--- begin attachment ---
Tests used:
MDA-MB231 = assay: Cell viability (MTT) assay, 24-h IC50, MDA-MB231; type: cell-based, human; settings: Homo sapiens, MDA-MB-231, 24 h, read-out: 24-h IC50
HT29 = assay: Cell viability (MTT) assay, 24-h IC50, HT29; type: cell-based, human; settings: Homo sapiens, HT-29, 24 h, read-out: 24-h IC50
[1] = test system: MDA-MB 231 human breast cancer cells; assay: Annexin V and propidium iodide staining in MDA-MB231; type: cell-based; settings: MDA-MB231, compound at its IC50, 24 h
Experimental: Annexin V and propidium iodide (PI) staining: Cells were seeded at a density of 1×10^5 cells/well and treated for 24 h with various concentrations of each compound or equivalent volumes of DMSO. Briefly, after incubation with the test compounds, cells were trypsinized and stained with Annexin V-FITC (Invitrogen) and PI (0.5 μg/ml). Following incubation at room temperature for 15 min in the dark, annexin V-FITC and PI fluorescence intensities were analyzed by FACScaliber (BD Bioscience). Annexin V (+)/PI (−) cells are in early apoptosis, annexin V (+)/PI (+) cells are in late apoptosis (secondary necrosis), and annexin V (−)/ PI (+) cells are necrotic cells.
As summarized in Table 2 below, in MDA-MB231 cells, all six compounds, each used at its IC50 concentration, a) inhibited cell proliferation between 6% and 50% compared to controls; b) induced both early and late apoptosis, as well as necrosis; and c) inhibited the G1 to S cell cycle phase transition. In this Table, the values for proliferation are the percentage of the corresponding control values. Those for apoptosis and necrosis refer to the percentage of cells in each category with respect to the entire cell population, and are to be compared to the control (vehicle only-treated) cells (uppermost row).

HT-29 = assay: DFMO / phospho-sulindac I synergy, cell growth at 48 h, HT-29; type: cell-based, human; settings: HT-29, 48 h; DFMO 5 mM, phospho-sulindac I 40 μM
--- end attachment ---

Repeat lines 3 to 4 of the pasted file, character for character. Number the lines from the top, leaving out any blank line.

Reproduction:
HT29 = assay: Cell viability (MTT) assay, 24-h IC50, HT29; type: cell-based, human; settings: Homo sapiens, HT-29, 24 h, read-out: 24-h IC50
[1] = test system: MDA-MB 231 human breast cancer cells; assay: Annexin V and propidium iodide staining in MDA-MB231; type: cell-based; settings: MDA-MB231, compound at its IC50, 24 h